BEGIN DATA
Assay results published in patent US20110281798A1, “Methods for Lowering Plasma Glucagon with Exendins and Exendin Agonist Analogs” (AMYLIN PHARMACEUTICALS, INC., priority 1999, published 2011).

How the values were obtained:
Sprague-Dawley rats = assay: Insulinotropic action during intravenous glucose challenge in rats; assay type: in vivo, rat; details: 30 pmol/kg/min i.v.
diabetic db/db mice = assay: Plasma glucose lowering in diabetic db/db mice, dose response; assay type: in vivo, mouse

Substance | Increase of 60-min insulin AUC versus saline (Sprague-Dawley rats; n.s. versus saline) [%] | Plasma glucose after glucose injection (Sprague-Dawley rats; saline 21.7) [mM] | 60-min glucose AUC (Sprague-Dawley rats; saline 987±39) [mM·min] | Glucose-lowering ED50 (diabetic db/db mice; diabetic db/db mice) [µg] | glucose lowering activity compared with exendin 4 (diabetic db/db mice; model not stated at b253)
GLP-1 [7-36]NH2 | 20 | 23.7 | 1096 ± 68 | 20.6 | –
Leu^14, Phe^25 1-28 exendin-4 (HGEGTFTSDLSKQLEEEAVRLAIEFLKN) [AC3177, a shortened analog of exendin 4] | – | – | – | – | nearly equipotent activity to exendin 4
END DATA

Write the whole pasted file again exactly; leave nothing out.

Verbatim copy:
Assay results published in patent US20110281798A1, “Methods for Lowering Plasma Glucagon with Exendins and Exendin Agonist Analogs” (AMYLIN PHARMACEUTICALS, INC., priority 1999, published 2011).

How the values were obtained:
Sprague-Dawley rats = assay: Insulinotropic action during intravenous glucose challenge in rats; assay type: in vivo, rat; details: 30 pmol/kg/min i.v.
diabetic db/db mice = assay: Plasma glucose lowering in diabetic db/db mice, dose response; assay type: in vivo, mouse

Substance | Increase of 60-min insulin AUC versus saline (Sprague-Dawley rats; n.s. versus saline) [%] | Plasma glucose after glucose injection (Sprague-Dawley rats; saline 21.7) [mM] | 60-min glucose AUC (Sprague-Dawley rats; saline 987±39) [mM·min] | Glucose-lowering ED50 (diabetic db/db mice; diabetic db/db mice) [µg] | glucose lowering activity compared with exendin 4 (diabetic db/db mice; model not stated at b253)
GLP-1 [7-36]NH2 | 20 | 23.7 | 1096 ± 68 | 20.6 | –
Leu^14, Phe^25 1-28 exendin-4 (HGEGTFTSDLSKQLEEEAVRLAIEFLKN) [AC3177, a shortened analog of exendin 4] | – | – | – | – | nearly equipotent activity to exendin 4